It’s not often a game begins right after your character has just been murdered. In the demo for Of Love and Eternity, a “stylistic dark fantasy horror adventure” that appeared on Steam earlier this month, players see their character floating aimlessly in a cosmic void of nebulous gas giants and stars before awakening, screaming, in the desiccated husk of their mortal shell. It’s a hell of a first impression, the kind that’s only bolstered by the evident care put into its visuals and setting.
Created by São Paulo-based game developer Winston Powell, who goes by the name Acorn Bringer, Of Love and Eternity is a third-person action-horror game with a palpable melancholic atmosphere. Players assume the role of an undead knight who, after being slain by a tyrannical king and resurrected in a dungeon-like crypt in a purgatorial forest, learns that his beloved is lost somewhere else in this realm. With nothing save a suit of armor and the burning azure light of his own soul to guide the way, the knight ventures into the dark wilderness of this world on a quest to reunite with her.
The demo spans the first act of the game and can be completed in roughly 15 to 20 minutes. I spent most of my time wandering through the winding trails of a rainy, autumnal forest with only the flickering light in my character’s chest and an occasional strobing flash of ominous red energy to signal my path forward.
What immediately caught my attention is just how damn good the game looks; the art style and environments conjure comparisons to the likes of Hellblade: Senua’s Sacrifice by way of 2000’s Vagrant Story. The tone of the game’s expository dialogue and overall world feels akin to something along the lines of David Lowery’s The Green Knight, a dark and lavishly detailed experience that emphasizes exploration and introspection over action or combat. The aforementioned lighting of Of Love and Eternity is one of the game’s strongest aspects — it also reminds me of Panos Cosmatos’ Mandy in terms of its ethereal qualities, as well as the florid ambigram-like design of the game’s logo.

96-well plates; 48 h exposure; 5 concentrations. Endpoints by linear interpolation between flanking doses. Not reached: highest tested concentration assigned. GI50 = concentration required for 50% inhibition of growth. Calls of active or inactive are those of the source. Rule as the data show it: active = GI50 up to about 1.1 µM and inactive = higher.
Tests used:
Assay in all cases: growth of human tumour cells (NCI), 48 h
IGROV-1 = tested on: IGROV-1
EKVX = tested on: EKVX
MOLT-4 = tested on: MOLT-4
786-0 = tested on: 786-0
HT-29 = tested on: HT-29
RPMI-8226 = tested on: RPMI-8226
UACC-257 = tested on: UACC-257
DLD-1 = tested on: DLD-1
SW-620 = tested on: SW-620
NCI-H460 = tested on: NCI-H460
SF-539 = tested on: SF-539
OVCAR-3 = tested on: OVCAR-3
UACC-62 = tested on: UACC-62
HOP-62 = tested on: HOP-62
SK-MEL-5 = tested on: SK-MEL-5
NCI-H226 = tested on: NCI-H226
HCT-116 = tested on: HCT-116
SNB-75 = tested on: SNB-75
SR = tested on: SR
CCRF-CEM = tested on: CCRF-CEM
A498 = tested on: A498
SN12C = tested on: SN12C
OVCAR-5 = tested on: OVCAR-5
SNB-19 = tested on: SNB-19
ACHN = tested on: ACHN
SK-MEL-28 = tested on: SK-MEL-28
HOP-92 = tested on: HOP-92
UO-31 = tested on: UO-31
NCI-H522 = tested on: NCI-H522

You’ll wander through the forest, discover new passageways, collect lightning bugs in your empty lantern in order to bypass swaths of moths that block your way, and search for a place to rest as you acclimate to the strange horrors of your new surroundings. Of Love and Eternity’s Steam page promises that players will encounter other beings on their journey, both benign and malicious, and that they will have to choose to aid, ignore, or fight as they explore every nook and cranny.
Of Love and Eternity has no release date at this time, but development is ongoing — Powell is regularly releasing updates on the game’s progress on his Patreon page. The game’s world feels possessed by an aura of foreboding, a dark forest brimming with even darker secrets. It’s exactly the kind of setting that I, as a player, can’t wait to get lost in.